3 items from 2014
Directed by Douglas Sirk
Written by Peg Fenwick
If ever there was a movie to reap the visual benefits of a Criterion Collection Blu-ray digital restoration, it is Douglas Sirk’s 1955 film, All That Heaven Allows. This lushly photographed work is Sirk’s most scathing and insightful commentary on subversive Hollywood cinema and the sociocultural norms it sought to challenge. With venerable cinematographer Russell Metty behind the camera, the film is radiant with rich, pulsating color, giving visual vibrancy to lives of complacency and routine. It was Sirk’s follow-up to his successful Magnificent Obsession from the year before, which has similar themes and tones and was another gorgeous melodrama. Universal kept what worked, bringing back Rock Hudson, Jane Wyman, and Metty. In many ways though, it’s All That Heaven Allows that stands as the defining work of Sirk’s career, the greatest of »
- Jeremy Carr
As Laura Mulvey’s essay, “An Articulate Screen” contends, 1955’s All That Heaven Allows was “just another critically unnoticed Hollywood genre product,” the attempt for a studio to repeat the pairing of stars Rock Hudson and Jane Wyman after the box office success of their work on the earlier Sirk title, Magnificent Obsession. But, the film has come to be one of Sirk’s signature pieces in an oeuvre astoundingly reconceived passionately by later generations of critics and international filmmakers, and rightly so. While his films can be classified as soapy melodramas, or that even more insidiously demeaning label, ‘women’s pictures,’ Sirk was hardly churning out tearjerker fodder—rather, his were insightful, complex portraits and elegant critiques of 1950’s social mores.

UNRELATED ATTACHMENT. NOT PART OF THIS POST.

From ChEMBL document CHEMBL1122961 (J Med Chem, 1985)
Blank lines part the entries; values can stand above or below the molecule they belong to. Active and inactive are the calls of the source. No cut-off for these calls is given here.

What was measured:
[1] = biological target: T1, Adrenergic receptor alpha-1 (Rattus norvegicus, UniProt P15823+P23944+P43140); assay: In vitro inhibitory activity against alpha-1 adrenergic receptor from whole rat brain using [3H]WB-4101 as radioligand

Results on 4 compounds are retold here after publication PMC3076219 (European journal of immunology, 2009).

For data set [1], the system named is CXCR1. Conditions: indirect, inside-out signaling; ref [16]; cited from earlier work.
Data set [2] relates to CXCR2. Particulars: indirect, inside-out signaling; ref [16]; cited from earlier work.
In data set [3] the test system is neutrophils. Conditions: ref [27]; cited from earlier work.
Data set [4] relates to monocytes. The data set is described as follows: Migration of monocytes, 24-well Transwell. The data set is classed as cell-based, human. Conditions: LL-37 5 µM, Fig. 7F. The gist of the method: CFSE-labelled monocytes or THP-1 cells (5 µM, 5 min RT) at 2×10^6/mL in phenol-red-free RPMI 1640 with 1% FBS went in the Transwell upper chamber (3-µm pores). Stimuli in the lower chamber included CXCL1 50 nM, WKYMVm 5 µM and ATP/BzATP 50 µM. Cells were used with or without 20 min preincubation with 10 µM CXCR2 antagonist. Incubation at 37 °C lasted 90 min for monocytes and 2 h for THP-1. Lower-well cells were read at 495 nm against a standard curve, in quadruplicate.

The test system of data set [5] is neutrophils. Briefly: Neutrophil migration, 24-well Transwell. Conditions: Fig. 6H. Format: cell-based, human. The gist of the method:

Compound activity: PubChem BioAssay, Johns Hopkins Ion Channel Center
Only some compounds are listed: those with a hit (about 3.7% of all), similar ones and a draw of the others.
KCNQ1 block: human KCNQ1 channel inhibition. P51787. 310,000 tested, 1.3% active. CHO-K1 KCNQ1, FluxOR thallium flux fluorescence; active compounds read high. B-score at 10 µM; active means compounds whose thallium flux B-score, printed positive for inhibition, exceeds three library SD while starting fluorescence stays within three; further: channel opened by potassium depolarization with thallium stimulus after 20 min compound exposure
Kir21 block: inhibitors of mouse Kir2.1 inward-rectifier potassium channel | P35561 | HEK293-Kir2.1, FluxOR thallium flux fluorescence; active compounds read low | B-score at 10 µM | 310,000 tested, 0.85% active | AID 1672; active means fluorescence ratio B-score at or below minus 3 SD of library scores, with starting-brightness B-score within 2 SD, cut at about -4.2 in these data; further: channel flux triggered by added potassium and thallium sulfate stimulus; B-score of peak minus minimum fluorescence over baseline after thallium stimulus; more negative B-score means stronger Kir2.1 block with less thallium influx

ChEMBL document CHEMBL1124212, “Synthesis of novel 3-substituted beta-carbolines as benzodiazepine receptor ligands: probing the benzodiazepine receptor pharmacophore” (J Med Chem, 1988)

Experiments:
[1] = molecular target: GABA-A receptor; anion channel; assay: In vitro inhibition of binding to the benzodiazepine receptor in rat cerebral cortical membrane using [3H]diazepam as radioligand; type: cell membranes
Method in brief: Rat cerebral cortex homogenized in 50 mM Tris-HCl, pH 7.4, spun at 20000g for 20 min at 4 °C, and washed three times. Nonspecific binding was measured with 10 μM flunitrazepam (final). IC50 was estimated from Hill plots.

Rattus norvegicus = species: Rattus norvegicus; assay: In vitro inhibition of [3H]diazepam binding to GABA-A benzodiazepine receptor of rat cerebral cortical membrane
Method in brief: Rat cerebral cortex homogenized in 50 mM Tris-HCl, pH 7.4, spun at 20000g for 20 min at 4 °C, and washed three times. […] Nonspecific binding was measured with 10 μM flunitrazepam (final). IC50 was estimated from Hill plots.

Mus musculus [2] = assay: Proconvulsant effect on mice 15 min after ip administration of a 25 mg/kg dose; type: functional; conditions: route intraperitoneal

An upper class widow, Cary Scott (Jane Wyman) lives alone in her large home, her children Ned (William Reynolds) and Kay (Gloria Talbott) away at school and visiting on select holidays and weekends. »
- Nicholas Bell
If the dissolve has traditionally been thought of as little more than a glue connecting scenes in a conventional dramaturgy, a functional symbol of time’s passage, the technique’s employment by Douglas Sirk always aimed at a more complex dimension. In Sirk’s films, the moment of the dissolve—often suspended for three or four seconds—becomes a composition in itself, a vital carrier of subtext. Less about division (1 happens, then 2 happens) than unity (1 affects or produces 2), Sirk’s dissolves—so tinged with import that they must have been the product of close collaborations with his editors and his regular cinematographer Russell Metty—reveal the psychological connective tissue that spreads across the course of a narrative. Temporal expanses have little relevance in this context; the dissolve becomes a way of demonstrating the coexistence of the past, present, and possible futures.
All That Heaven Allows (1955), simultaneously one of the leanest »
- Carson Lund
3 items from 2014
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